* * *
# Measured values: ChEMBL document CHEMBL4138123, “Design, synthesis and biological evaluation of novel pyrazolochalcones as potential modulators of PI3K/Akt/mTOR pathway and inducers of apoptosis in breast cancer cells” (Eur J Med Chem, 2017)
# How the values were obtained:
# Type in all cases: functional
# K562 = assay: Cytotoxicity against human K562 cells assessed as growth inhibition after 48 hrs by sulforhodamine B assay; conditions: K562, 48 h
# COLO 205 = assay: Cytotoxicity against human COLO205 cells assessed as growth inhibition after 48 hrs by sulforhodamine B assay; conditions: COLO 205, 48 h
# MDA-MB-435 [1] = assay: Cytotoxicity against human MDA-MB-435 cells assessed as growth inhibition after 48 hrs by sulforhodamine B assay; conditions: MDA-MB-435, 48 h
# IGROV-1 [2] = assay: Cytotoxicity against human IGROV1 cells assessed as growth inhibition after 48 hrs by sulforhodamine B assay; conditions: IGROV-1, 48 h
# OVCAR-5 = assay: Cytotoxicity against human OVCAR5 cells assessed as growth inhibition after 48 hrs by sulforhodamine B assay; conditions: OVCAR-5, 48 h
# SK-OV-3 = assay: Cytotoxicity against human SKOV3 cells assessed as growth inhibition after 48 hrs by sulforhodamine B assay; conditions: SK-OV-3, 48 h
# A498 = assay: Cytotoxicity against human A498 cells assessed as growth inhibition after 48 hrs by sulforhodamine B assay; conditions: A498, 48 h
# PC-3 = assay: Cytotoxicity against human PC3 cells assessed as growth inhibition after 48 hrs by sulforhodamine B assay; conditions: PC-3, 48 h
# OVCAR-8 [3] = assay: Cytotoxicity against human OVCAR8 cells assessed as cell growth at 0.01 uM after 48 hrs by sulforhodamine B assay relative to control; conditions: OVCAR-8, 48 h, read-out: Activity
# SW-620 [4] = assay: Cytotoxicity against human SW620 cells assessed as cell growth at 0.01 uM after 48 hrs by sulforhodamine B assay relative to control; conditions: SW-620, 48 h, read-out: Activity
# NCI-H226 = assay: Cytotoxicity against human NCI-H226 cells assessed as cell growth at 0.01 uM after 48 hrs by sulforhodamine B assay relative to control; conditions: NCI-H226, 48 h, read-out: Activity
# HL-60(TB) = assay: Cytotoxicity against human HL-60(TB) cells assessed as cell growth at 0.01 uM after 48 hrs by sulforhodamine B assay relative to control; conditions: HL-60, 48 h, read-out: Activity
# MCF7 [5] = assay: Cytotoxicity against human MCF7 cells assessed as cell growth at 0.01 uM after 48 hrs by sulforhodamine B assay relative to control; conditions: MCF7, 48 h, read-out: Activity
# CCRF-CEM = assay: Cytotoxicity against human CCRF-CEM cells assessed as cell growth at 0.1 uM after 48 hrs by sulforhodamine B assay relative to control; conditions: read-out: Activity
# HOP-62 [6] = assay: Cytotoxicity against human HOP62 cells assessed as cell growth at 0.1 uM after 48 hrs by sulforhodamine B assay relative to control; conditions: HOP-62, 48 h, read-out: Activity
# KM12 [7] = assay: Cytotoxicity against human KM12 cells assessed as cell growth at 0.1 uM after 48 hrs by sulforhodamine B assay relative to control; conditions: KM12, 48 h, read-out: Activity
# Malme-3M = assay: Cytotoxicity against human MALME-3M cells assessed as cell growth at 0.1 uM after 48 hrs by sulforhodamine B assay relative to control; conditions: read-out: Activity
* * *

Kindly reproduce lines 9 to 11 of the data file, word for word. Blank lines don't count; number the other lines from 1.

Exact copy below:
# SK-OV-3 = assay: Cytotoxicity against human SKOV3 cells assessed as growth inhibition after 48 hrs by sulforhodamine B assay; conditions: SK-OV-3, 48 h
# A498 = assay: Cytotoxicity against human A498 cells assessed as growth inhibition after 48 hrs by sulforhodamine B assay; conditions: A498, 48 h
# PC-3 = assay: Cytotoxicity against human PC3 cells assessed as growth inhibition after 48 hrs by sulforhodamine B assay; conditions: PC-3, 48 h